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Total Control: High Performance Street Riding Techniques Paperback – July 12, 2003
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About the Author
Lee Parks has been racing for over 16 years, and he won the 2001 G.M.D. Computrack National Endurance Series Championship in the Lightweight class. He also finished 2nd in the 1994 AMA 125GP national championship in its exhibition year. He spent five years as the editor and chief test rider of Motorcycle Consumer News where he road tested every new street motorcycle available in the U.S. and became one of the top performance-testing journalists in the world. He is based in Victorville, CA.
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Top Customer Reviews
As an experienced motorcyclist coming back into it, I found the books beneficial in the order they are listed above. For a new motorcyclist, I would say get the MSF book first, then get Sport Riding Techniques and Total Control. Before your first track day, get TOTW.
Sport Riding Techniques does the best job of explaining the physics of riding a motorcycle, although it manages to do so without being overly technical. I can see how Nick's writing style might not be for everyone, though. I work in a technical job, and he and I seem to sort of think alike, so his explanations were very clear to me. If you did well in science or social science in school, you will get more out of the book than if you were a poet.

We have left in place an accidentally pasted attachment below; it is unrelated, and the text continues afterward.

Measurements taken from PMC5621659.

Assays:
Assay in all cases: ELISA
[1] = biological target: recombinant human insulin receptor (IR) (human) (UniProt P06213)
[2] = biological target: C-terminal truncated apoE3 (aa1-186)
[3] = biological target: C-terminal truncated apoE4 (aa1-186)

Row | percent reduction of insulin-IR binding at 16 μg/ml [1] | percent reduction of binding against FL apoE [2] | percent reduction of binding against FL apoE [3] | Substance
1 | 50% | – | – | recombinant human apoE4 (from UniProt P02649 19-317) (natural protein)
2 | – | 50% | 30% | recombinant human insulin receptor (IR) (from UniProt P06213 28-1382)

Total Control is sort of a racer's perspective on street riding, and it is similar in content to Sport Riding Techniques, but I liked Sport Riding Techniques better. SRT is more detailed and more technical. They both have great information, though. I got a lot out of both of these books.
Twist of the Wrist is very track focused, and I really did not find that it had a lot to offer a street rider. Keith Code is a well known instructor and I would love to go to one of his track schools, and that focus shows in his book, which is dedicated exclusively to track techniques that may or may not translate well to the street. Both Total Control and Sport Riding Techniques do a better job of discussing track technique from a street perspective. I would only recommend TOTW to people who are actually going to race, or to people who really want to explore the mental side of high performance riding, as it has kind of a martial arts book feel and goes into mental preparation and mindset more than the others.
Proficient Motorcycling has lots of great information and is well written, but the production quality of my copy was terrible. Each page fell out as I turned it. I have its pages in a folder on my bookshelf, because I am not really sure what else to do with it. It is written by a very experienced motorcyclist, and it contains lots of good information, but the frustration of having the pages fall out and get out of order was really too much to tolerate.
The MSF book is targeted to new riders, and it really is a good read. It talks about the mindset necessary to ride defensively, and it covers basic motorcycle control and maneuvering. If you are just getting into motorcycling, it should definitely be your first book.